Two ethics complaints have been filed against Brett Kavanaugh in the U.S. Court of Appeals for the D.C. Circuit Court on which he sits. As of this writing, those two complaints are being administered by the circuit court’s chief judge and previously defeated Supreme Court nominee Merrick Garland.
Kavanaugh is likely to face ethical questions despite the disposition of those two official complaints due to his partisan attacks against Democrats, “the Clintons” and other liberal groups when he alleged a vast, left-wing conspiracy against him during testimony in front of the Senate Judiciary Committee last week.
According to Buzzfeed News’ Zoe Tillman, one of those official complaints concerns an allegation that Kavanaugh “lied about the sexual assault allegations against him.”
Filed on September 27, the sexual assault complaint predates Kavanaugh’s recent testimony during his re-hearing to address the allegations leveled against him by Dr. Christine Blasey Ford. This complaint does, however, contain specific allegations of perjury against Kavanaugh due to his written statements provided while to the Senate while under oath. The 12-page filing notes, in relevant part:
In written testimony submitted to the Senate Judiciary Committee on September 26, 2018, while Kavanaugh remained under oath he, state: “the truth is that I have never sexually assaulted anyone–not in high school, not in college, not ever.”…In his written testimony, he characterized the reports of sexual abuse made by Ramirez and Switnick [sic] as “smears, pure and simple.” He went on to claim that their reports of sexual abuse were “grotesque and obvious character assassination.” Kavanaugh demonstrated his lack of fitness to be a judge by falsely attacking the witnesses against him in this manner.
The other complaint deals with allegations that Kavanaugh lied before the Senate Judiciary Committee when he testified during his initial confirmation hearing that he didn’t know he received and worked off of a treasure trove of documents stolen by a GOP operative from Senate Democrats during his time with the administration of George W. Bush.
The 11-page filing notes, in relevant part:
In 2002, Manuel Miranda, a Republican staff member on the Senate Judiciary Committee, stole thousands of documents belonging to committee Democrats…In testimony before the Senate Judiciary Committee on September 5, 2018 and September 6, 2018 related to his confirmation to the Supreme Court of the United States, Kavanaugh falsely testified under oath that he had no knowledge that Miranda had infiltrated Democratic files, concealed the fact that he knowingly received and read information about the stolen documents and concealed his prior false testimony to the Senate in 2004 and 2006. The July 28, 2002 email from Miranda to Kavanaugh and other emails recently released to the public establish that Kavanaugh gave false testimony before the Senate Judiciary Committee…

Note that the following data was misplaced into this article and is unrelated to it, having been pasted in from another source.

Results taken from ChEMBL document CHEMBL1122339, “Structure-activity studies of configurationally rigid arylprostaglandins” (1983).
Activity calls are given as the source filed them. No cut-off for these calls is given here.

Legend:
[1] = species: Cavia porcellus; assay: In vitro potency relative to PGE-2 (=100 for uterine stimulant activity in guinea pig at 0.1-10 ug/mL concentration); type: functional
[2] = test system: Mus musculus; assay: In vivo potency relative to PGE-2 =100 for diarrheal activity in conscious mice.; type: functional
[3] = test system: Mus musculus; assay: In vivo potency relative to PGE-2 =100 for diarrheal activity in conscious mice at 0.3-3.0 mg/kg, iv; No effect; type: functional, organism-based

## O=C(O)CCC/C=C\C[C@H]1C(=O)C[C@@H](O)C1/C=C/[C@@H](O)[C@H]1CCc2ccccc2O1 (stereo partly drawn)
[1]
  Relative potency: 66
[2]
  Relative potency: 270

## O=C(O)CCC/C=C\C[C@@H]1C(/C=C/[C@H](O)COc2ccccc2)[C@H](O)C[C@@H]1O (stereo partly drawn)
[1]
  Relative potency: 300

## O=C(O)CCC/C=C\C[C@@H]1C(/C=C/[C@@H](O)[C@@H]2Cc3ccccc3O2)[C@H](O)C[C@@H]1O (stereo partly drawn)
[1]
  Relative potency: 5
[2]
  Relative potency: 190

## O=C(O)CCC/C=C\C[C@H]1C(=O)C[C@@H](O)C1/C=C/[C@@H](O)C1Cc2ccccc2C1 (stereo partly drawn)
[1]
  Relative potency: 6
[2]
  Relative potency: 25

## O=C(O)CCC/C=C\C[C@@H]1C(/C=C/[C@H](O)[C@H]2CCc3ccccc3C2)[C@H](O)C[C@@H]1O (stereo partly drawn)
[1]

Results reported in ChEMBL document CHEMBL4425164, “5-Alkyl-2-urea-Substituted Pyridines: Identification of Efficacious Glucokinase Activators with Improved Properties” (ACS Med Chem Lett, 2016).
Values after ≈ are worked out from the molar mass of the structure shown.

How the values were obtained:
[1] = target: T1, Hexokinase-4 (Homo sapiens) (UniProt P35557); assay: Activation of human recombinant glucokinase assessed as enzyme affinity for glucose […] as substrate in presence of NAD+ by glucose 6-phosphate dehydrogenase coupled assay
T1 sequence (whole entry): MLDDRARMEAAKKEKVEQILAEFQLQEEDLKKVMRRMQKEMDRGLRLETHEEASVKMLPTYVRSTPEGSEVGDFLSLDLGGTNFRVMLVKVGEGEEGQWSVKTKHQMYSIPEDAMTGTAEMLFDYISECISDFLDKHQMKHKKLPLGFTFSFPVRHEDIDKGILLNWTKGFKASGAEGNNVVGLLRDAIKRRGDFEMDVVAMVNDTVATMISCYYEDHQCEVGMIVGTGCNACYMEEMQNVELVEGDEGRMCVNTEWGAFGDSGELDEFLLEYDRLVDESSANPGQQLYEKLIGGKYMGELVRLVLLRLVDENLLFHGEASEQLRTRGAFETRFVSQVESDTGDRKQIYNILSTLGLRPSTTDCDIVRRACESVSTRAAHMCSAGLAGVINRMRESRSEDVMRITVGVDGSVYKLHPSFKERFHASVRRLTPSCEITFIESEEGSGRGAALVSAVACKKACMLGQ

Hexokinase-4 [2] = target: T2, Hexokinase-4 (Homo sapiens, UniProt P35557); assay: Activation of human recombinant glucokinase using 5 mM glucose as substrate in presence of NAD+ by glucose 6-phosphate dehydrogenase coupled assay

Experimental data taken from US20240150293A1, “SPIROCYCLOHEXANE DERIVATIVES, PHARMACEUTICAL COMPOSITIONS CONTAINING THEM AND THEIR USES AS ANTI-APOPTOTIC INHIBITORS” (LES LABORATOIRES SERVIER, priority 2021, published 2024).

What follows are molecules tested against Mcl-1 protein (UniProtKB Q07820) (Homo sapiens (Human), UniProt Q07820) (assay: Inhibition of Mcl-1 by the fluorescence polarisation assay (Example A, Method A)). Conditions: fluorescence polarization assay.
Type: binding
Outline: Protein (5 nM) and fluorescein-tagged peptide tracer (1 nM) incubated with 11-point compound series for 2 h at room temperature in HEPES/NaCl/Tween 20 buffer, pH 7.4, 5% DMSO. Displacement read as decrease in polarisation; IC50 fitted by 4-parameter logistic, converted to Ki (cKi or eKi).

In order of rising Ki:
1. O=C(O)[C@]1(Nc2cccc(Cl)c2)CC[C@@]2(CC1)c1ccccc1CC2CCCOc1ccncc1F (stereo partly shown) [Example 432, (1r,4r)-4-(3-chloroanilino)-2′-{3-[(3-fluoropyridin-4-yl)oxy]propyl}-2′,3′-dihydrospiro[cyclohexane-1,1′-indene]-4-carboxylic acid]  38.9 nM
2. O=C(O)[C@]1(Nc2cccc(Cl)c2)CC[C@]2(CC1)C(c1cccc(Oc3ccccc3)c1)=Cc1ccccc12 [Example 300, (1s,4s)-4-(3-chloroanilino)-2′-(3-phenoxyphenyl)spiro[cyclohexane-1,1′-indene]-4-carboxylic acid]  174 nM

Both the sexual assault-themed complaint and the stolen documents-themed complaint base their objections to Kavanaugh on the Judicial Conduct and Disability Act (JCDA) and the Judicial Conference of the United States’ Rules for Judicial-Conduct and Judicial-Disability, essentially various standards of professional behavior codified in federal law and by which all U.S. judges are expected to abide or face censure, impeachment and/or removal from the bench.
The Judicial Conference is a little-known but hugely influential body which is responsible for making national policy for and overseeing all U.S. federal courts. The conference derives its authority from 28 U.S.C. § 331. Under the JCDA, any U.S. citizen may file a complaint against a federal judge over perceived ethics violations. Proceedings under the JCDA are governed by the conduct and disability rules and ultimately overseen by the Judicial Conference.
The two extant ethics complaints against Kavanaugh were filed by the Democratic Coalition, a Super PAC led by Democratic Party fixture Scott Dworkin and previously profiled by Law&Crime here.
Law&Crime reached out to the D.C. Circuit Court’s Deputy Circuit Executive Steven Gallagher for additional information on those complaints, but no response was forthcoming at the time of publication.
[image via MICHAEL REYNOLDS and AFP and Getty Images]
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